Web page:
of all blacks It came as far as New Zealand Rugby Union (NZRU) bosses to recruit Robertson in August only to keep faith in incumbent Ian Foster instead.
Robertson has made 22 appearances for the All Blacks and has been a successful coach, leading the Crusaders to six Super Rugby titles.
The 48-year-old is seen as one of England’s front-runners to replace Eddie Jones after the 2023 World Cup.
Robertson is thought to be keen on the role, and his former Crusaders teammate Marshall admitted that the in-demand coach could easily be swayed by England’s interest.
“Scott Robertson was quite disappointed in his heart as he lost a little bit of faith in New Zealand Rugby who changed his mind after making some promises to him,” Marshall said. rice field. Evening Standard Rugby Podcast.
“So whatever happens at the Rugby World Cup, would you trust him to manage the All Blacks? Because they’ve said so before and it hasn’t happened.
“So I think he’s a little bit worried about going through this. If the All Blacks win the World Cup and they don’t offer him a job, at that moment his door is very tight. It’s when there’s a team that’s beating them up.”
Marshall won 81 caps in a ten-year Test stint in New Zealand between 1995 and 2005 before heading to Europe for five more years of club rugby.
Entered the company at the age of 49 Evening Standard Rugby Podcast This week we chat with host Lawrence Dallario about all things All Blacks.
Marshall and Daraglio were the two captains when England drew 26–26 with New Zealand at Twickenham in 1997.
Former New Zealand scrum-half Marshall also revealed exactly why Robertson is a hot commodity in coaching.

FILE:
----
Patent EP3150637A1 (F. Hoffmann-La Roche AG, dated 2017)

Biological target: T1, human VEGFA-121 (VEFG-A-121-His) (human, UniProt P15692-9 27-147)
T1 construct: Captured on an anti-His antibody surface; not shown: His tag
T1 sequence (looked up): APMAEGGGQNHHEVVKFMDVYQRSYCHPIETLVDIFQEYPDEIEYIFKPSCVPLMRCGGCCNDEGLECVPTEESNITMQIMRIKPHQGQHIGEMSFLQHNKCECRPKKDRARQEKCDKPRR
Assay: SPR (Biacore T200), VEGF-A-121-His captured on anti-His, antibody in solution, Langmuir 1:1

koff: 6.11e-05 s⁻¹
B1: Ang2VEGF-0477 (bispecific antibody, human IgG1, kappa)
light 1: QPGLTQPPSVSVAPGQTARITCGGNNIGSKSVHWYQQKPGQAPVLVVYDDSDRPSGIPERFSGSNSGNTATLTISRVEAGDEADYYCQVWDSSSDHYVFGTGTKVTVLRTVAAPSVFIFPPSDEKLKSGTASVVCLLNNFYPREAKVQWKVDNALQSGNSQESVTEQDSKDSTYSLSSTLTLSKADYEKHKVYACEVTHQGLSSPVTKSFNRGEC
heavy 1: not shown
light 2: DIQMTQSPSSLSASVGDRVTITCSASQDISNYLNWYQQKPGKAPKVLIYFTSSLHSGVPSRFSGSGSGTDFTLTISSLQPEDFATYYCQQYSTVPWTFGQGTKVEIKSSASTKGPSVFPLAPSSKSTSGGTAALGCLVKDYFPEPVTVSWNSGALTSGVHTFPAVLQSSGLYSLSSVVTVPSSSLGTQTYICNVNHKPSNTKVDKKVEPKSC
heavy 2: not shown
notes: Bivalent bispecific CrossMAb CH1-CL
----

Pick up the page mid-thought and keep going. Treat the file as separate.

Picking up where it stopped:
“He’s very good at creating culture. A good coach has the ability to bring together a group of other people around a team to make it work and create a culture,” Marshall said.
“Culture is about making people happy in the environment. Every team is in a multicultural environment with different backgrounds and it is important to keep the team and their families happy.
“He’s great at setting themes and creating goals for players and teams to achieve success.
“He’s got a very good mind for the game, but he also has great people under him who help him implement things.
“You see people rallying around him when he succeeds or when he wins, like at breakdancing celebrations, because he’s part of the team.
“And that’s the point. Players want to be in an environment where they thrive.”
The Evening Standard Rugby Podcast is a weekly podcast launching in 2021, in partnership with Fuller’s London Pride. London Pride is the official beer of Premiership Rugby, the weekly podcast is back and BT Sport Rugby presenter Sarra Elgan has joined the squad. Regular presenter alongside Lawrence Dallario.
https://www.standard.co.uk/sport/rugby/scott-robertson-england-coach-new-zealand-trust-b1041866.html Scott Robertson sought England job due to ‘lack of trust’ in New Zealand, says Justin Marshall